On Friday, computer systems across the world were attacked by hackers in an attack dubbed WannaCry," which uses an NSA exploit codenamed EternalBlue that was one of several tools leaked by the Shadow Brokers last month.
The tool exploits a vulnerability in Microsoft's Server Message Block which allows attackers to crash systems with a denial of service attack. After scrambling computer files, the malware demands $300 in Bitcoin to restore documents.
According to Kaspersky Lab, the cyber-attack has hit as many as 74 countries, including Russia, Ukraine and India.
The infections disabled at least 16 hospitals in the UK, Spain's main telecommunication services provider Telefonica, the Russian telecommunications provider Megafon and some Italian universities.
"It's quite effective and quite vicious insofar as it actually disables and paralyses computer systems in quite a dramatic way," Dr. Binoy Kampmark, Senior Lecturer at RMIT University in Melbourne told Radio Sputnik.
"We've already been seeing the vulnerabilities of the system in the last few years. So, for example in 2016 we've already seen aspects of the ransomware being deployed for example against the Hollywood Presbyterian medical center. In that particular instance, $17,000 was requested to regain access to the hospital files. We've also seen attacks on police force systems in Tewksbury, Massachusetts."
"It's not new, [but] it's the scale that is dramatic. So far, the point about this particular system of course is that it's been essentially a re-adapted system from old NSA protocols which are being used and that's one of the most striking things."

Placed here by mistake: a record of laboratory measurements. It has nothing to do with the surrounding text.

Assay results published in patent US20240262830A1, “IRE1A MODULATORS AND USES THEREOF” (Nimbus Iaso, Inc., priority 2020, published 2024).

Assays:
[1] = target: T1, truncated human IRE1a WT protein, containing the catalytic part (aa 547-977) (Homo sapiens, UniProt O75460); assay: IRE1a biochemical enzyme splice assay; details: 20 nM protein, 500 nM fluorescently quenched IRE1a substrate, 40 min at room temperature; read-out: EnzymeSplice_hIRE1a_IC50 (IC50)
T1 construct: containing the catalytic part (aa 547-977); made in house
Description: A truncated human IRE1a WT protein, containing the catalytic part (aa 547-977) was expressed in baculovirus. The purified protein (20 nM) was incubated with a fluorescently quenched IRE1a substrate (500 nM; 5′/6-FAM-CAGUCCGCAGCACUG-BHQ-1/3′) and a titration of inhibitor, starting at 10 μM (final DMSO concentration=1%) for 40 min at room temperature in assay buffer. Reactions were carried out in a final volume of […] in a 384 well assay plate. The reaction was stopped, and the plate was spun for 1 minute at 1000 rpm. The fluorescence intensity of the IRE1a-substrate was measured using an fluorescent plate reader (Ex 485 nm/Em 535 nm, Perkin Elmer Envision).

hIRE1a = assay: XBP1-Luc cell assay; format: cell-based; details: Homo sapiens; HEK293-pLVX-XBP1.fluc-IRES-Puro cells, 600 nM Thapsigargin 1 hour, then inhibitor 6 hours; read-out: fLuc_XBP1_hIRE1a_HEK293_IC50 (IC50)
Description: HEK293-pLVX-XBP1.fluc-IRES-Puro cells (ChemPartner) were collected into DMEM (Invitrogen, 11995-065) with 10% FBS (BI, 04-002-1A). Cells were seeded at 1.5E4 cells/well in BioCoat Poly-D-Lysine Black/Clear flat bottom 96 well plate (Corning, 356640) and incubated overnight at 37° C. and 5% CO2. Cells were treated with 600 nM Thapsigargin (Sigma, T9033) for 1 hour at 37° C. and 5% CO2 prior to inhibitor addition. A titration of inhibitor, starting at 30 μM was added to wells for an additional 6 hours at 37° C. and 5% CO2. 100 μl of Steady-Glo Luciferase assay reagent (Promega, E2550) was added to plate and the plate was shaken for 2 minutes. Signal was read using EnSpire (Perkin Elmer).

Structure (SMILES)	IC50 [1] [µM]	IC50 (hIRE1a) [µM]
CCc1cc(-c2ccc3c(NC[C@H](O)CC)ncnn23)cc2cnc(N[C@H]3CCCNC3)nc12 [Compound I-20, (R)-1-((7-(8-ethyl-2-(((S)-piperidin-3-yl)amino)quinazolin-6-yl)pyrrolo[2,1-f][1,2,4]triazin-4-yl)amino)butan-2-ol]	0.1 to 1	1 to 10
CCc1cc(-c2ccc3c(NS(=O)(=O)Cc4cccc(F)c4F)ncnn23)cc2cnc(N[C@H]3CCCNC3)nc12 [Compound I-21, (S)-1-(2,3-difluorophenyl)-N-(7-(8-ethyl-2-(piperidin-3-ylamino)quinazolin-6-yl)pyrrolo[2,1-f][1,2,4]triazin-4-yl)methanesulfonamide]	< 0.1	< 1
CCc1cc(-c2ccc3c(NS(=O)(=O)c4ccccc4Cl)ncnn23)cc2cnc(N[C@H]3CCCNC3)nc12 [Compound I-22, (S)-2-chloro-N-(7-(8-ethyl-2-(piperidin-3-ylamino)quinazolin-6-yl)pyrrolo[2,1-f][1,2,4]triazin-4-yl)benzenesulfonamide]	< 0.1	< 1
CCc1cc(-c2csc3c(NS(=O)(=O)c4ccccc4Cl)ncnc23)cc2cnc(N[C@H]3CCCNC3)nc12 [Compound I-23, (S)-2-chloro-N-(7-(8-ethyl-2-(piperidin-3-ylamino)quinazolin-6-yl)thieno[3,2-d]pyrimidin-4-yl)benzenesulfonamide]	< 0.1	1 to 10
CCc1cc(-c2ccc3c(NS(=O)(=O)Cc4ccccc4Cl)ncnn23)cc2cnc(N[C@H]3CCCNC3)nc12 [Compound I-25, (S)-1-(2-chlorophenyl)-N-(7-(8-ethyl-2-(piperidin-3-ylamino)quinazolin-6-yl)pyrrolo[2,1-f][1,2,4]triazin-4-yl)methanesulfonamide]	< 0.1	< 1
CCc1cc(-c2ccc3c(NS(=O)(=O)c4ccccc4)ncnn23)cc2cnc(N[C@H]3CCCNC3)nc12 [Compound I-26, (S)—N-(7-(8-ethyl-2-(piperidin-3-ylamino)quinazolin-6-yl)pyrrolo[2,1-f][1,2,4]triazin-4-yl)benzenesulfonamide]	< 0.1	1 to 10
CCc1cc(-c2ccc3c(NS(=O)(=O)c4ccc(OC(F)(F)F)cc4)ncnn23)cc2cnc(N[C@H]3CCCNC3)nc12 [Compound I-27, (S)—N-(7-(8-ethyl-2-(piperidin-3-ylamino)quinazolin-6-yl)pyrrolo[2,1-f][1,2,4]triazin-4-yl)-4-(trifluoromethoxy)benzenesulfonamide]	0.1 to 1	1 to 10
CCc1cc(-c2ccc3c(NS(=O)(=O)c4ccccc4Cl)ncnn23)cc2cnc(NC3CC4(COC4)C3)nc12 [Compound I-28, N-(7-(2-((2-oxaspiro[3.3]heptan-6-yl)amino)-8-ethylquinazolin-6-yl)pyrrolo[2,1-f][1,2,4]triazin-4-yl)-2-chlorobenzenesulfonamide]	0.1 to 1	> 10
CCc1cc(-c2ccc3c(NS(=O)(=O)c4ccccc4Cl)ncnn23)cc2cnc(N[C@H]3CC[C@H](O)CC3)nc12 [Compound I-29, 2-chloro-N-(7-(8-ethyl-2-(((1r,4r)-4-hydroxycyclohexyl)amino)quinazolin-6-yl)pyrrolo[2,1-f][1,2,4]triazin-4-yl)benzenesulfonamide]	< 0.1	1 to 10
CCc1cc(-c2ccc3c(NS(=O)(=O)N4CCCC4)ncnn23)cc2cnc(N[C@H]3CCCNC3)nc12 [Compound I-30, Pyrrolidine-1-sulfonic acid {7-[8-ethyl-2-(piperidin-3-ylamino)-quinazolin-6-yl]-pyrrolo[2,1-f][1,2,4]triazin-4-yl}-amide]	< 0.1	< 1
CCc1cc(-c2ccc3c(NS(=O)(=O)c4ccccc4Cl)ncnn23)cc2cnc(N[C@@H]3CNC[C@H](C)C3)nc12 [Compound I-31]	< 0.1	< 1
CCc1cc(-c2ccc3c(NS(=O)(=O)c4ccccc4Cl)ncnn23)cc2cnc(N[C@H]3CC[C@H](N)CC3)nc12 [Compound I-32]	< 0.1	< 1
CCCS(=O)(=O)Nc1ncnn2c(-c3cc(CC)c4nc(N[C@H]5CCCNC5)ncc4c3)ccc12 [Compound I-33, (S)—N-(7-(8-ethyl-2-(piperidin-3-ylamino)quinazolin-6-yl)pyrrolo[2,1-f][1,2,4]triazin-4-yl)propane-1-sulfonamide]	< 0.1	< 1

"The reality is that these particular systems are going to be used, more will be coming out because this is after all a new frontier … we are set to deal with matters of security in this way, which connect intelligence agencies but also those in the private sector. So, we are concerned essentially about security of data both in a private and a public sense, so we can expect more of that, I'm afraid."
Users of Windows XP or earlier versions of Windows were initially left without a patch. Support for XP, which was released in 2001, ended in 2014.
Windows usually stops supporting earlier versions of software after a decade or more, but in the face of Friday's attack it took the unusual step of issuing a one-time patch for Windows XP, Windows 8, and Windows Server 2003, which are all no longer supported.
"It's the old problem of making sure that the particular computer systems at an organization are actually fire-proofed against this sort of thing. Unfortunately Windows is rather vulnerable and it keeps showing time and time again, whether it's the NSA or a private hacking crew, we tend to face the same problem," Kampmark said.
"The reality of it is that there are system vulnerabilities, the key is to make sure that these things are updated and people are cognizant of the risks in this ever-digital environment and that's one of the things to be mindful of.
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